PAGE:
Two hundred billion IoT devices could be in use by 2020, according to one estimate cited in the World Economic Forum’s recent report, Mitigating Risk in the Innovation Economy. This rapid integration of the digital world and the physical world presents unprecedented opportunities for businesses in a wide array of industries. But it also
Dustin Cho is a commercial litigator who focuses on representing corporate policyholders in coverage disputes with their insurers. He is a partner in Covington’s top-ranked Insurance Practice Group, which Chambers USA describes as “the pinnacle of policyholder representation across the USA.”
Dustin has helped his clients obtain hundreds of millions of dollars in insurance recoveries for a wide range of liabilities, including shareholder claims, mass torts, government investigations, professional liability, environmental remediation, employment claims, product liability, and antitrust claims. He also assists his clients in obtaining coverage for lost earnings, expenses, property damage, and other losses, including under cyber, property, event cancellation, and other insurance policies.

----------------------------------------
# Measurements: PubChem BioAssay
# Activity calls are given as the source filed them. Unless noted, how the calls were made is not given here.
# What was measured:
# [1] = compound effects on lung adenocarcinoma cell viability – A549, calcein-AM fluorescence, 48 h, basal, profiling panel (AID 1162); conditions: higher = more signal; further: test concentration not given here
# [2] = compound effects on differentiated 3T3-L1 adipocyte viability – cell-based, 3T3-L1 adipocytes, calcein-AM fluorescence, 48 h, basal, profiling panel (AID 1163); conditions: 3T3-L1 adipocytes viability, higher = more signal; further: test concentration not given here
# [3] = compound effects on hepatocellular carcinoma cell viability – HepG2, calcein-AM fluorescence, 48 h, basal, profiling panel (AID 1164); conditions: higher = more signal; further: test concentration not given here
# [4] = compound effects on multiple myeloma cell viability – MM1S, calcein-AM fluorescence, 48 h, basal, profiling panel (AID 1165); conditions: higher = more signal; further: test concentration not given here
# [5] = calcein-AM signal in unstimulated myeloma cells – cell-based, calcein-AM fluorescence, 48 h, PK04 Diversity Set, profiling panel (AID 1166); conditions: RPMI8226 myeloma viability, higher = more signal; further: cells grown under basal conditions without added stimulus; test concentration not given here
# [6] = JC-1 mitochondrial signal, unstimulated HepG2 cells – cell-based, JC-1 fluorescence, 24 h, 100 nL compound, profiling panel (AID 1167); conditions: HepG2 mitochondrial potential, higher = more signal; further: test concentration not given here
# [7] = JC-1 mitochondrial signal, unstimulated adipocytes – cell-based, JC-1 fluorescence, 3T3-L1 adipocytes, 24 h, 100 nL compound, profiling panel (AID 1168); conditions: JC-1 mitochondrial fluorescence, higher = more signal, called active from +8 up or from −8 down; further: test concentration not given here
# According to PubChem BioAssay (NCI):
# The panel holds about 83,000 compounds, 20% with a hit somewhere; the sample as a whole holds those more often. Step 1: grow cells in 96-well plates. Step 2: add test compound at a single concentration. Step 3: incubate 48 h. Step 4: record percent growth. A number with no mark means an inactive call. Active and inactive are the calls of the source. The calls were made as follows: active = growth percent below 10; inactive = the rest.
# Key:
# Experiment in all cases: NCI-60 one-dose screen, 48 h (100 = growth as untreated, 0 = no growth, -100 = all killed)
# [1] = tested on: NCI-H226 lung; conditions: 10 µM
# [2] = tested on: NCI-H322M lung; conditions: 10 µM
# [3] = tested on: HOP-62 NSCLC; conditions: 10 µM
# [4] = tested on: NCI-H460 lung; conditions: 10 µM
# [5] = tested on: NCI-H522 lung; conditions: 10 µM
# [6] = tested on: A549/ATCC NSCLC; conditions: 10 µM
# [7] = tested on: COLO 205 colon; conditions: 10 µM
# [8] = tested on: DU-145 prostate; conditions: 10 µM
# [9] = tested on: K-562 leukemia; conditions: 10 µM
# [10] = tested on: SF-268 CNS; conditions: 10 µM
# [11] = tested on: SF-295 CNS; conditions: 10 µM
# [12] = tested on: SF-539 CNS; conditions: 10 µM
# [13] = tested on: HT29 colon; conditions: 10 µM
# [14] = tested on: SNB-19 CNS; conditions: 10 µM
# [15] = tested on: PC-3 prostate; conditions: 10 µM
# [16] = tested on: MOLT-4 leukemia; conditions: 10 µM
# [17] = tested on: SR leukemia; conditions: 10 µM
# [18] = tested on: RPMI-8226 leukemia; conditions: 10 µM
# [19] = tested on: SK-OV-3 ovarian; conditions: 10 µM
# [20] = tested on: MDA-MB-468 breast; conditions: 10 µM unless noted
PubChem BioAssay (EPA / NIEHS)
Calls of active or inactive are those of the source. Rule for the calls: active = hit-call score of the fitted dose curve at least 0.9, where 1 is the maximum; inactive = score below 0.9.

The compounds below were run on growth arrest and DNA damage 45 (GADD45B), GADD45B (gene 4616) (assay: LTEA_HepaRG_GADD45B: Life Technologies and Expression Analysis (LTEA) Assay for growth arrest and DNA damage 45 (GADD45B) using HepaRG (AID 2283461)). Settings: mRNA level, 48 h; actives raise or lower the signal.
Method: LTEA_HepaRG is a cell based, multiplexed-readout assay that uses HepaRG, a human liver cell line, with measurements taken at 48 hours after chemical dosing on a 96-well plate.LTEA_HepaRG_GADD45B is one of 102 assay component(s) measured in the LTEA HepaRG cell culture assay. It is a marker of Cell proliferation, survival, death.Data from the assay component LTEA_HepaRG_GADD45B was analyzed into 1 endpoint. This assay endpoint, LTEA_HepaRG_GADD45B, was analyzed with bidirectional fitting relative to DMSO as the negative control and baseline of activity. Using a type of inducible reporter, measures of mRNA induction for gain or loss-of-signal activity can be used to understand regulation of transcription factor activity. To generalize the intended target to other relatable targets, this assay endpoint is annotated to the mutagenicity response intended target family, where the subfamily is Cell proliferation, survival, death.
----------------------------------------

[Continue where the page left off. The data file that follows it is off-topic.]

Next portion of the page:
Dustin is an experienced trial and appellate advocate, and has also helped his clients avoid litigation and successfully resolve coverage disputes through settlement negotiations and ADR. He has represented leading industry trade associations and other policyholder coalitions in appeals regarding important insurance issues.
Dustin has been profiled as a “Rising Star” in insurance by Law360, a recognition that honors top lawyers under 40 nationwide.
The recent National Institute of Standards and Technology (NIST) publication of cybersecurity guidance for the Internet of Things (IoT) is a useful reminder that hacking incidents can result not only in privacy breaches, but also in bodily injury or property damage — via critical infrastructure, medical devices and hospital equipment, networked home appliances, or even children’s toys. In addition to enhanced system security engineering and preventive education efforts, insurance is an increasingly essential component in any enterprise risk management approach to cyber vulnerabilities. But purchasers of cyber insurance are finding that nearly all of the available cyber insurance products expressly exclude coverage for physical bodily injury and property damage.
Continue Reading Insurance Coverage Issues for Cyber-Physical Risks